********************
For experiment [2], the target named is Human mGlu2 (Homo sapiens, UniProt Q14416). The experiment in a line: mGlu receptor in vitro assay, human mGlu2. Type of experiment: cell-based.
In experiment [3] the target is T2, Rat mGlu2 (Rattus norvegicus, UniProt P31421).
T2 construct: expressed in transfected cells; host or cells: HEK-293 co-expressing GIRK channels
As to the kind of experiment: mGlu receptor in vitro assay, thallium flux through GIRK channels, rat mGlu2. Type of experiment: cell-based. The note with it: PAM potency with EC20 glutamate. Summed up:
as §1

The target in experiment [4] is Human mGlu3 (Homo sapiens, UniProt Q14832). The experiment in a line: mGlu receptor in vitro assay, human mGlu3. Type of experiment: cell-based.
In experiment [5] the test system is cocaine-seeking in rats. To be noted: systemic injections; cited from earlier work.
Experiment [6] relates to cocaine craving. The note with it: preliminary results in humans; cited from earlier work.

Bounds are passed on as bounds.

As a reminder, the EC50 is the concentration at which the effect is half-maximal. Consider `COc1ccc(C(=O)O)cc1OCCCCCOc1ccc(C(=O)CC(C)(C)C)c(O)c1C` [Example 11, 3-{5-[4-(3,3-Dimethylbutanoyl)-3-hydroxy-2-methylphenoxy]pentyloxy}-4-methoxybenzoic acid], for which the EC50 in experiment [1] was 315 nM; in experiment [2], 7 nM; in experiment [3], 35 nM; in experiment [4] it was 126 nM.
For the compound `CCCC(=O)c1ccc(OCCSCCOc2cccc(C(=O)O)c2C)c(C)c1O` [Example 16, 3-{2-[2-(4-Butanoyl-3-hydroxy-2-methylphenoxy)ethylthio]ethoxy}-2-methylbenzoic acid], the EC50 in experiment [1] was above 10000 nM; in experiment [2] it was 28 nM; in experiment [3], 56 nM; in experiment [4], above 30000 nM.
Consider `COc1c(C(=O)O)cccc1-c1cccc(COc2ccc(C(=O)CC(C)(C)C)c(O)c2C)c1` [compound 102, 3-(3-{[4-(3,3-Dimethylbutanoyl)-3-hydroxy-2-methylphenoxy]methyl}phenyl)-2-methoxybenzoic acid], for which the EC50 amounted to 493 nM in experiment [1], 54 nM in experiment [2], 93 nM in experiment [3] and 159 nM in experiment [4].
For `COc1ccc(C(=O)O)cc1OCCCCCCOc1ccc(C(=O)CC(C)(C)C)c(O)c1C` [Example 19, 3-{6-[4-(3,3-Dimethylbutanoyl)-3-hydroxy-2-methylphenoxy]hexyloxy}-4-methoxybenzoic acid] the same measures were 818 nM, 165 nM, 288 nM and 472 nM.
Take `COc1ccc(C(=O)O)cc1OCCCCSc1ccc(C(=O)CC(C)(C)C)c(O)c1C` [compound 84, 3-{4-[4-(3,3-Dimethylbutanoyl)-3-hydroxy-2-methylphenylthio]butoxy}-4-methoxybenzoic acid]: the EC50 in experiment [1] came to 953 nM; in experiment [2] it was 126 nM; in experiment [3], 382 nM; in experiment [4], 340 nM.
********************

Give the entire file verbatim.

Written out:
For experiment [2], the target named is Human mGlu2 (Homo sapiens, UniProt Q14416). The experiment in a line: mGlu receptor in vitro assay, human mGlu2. Type of experiment: cell-based.
In experiment [3] the target is T2, Rat mGlu2 (Rattus norvegicus, UniProt P31421).
T2 construct: expressed in transfected cells; host or cells: HEK-293 co-expressing GIRK channels
As to the kind of experiment: mGlu receptor in vitro assay, thallium flux through GIRK channels, rat mGlu2. Type of experiment: cell-based. The note with it: PAM potency with EC20 glutamate. Summed up:
as §1

The target in experiment [4] is Human mGlu3 (Homo sapiens, UniProt Q14832). The experiment in a line: mGlu receptor in vitro assay, human mGlu3. Type of experiment: cell-based.
In experiment [5] the test system is cocaine-seeking in rats. To be noted: systemic injections; cited from earlier work.
Experiment [6] relates to cocaine craving. The note with it: preliminary results in humans; cited from earlier work.

Bounds are passed on as bounds.

As a reminder, the EC50 is the concentration at which the effect is half-maximal. Consider `COc1ccc(C(=O)O)cc1OCCCCCOc1ccc(C(=O)CC(C)(C)C)c(O)c1C` [Example 11, 3-{5-[4-(3,3-Dimethylbutanoyl)-3-hydroxy-2-methylphenoxy]pentyloxy}-4-methoxybenzoic acid], for which the EC50 in experiment [1] was 315 nM; in experiment [2], 7 nM; in experiment [3], 35 nM; in experiment [4] it was 126 nM.
For the compound `CCCC(=O)c1ccc(OCCSCCOc2cccc(C(=O)O)c2C)c(C)c1O` [Example 16, 3-{2-[2-(4-Butanoyl-3-hydroxy-2-methylphenoxy)ethylthio]ethoxy}-2-methylbenzoic acid], the EC50 in experiment [1] was above 10000 nM; in experiment [2] it was 28 nM; in experiment [3], 56 nM; in experiment [4], above 30000 nM.
Consider `COc1c(C(=O)O)cccc1-c1cccc(COc2ccc(C(=O)CC(C)(C)C)c(O)c2C)c1` [compound 102, 3-(3-{[4-(3,3-Dimethylbutanoyl)-3-hydroxy-2-methylphenoxy]methyl}phenyl)-2-methoxybenzoic acid], for which the EC50 amounted to 493 nM in experiment [1], 54 nM in experiment [2], 93 nM in experiment [3] and 159 nM in experiment [4].
For `COc1ccc(C(=O)O)cc1OCCCCCCOc1ccc(C(=O)CC(C)(C)C)c(O)c1C` [Example 19, 3-{6-[4-(3,3-Dimethylbutanoyl)-3-hydroxy-2-methylphenoxy]hexyloxy}-4-methoxybenzoic acid] the same measures were 818 nM, 165 nM, 288 nM and 472 nM.
Take `COc1ccc(C(=O)O)cc1OCCCCSc1ccc(C(=O)CC(C)(C)C)c(O)c1C` [compound 84, 3-{4-[4-(3,3-Dimethylbutanoyl)-3-hydroxy-2-methylphenylthio]butoxy}-4-methoxybenzoic acid]: the EC50 in experiment [1] came to 953 nM; in experiment [2] it was 126 nM; in experiment [3], 382 nM; in experiment [4], 340 nM.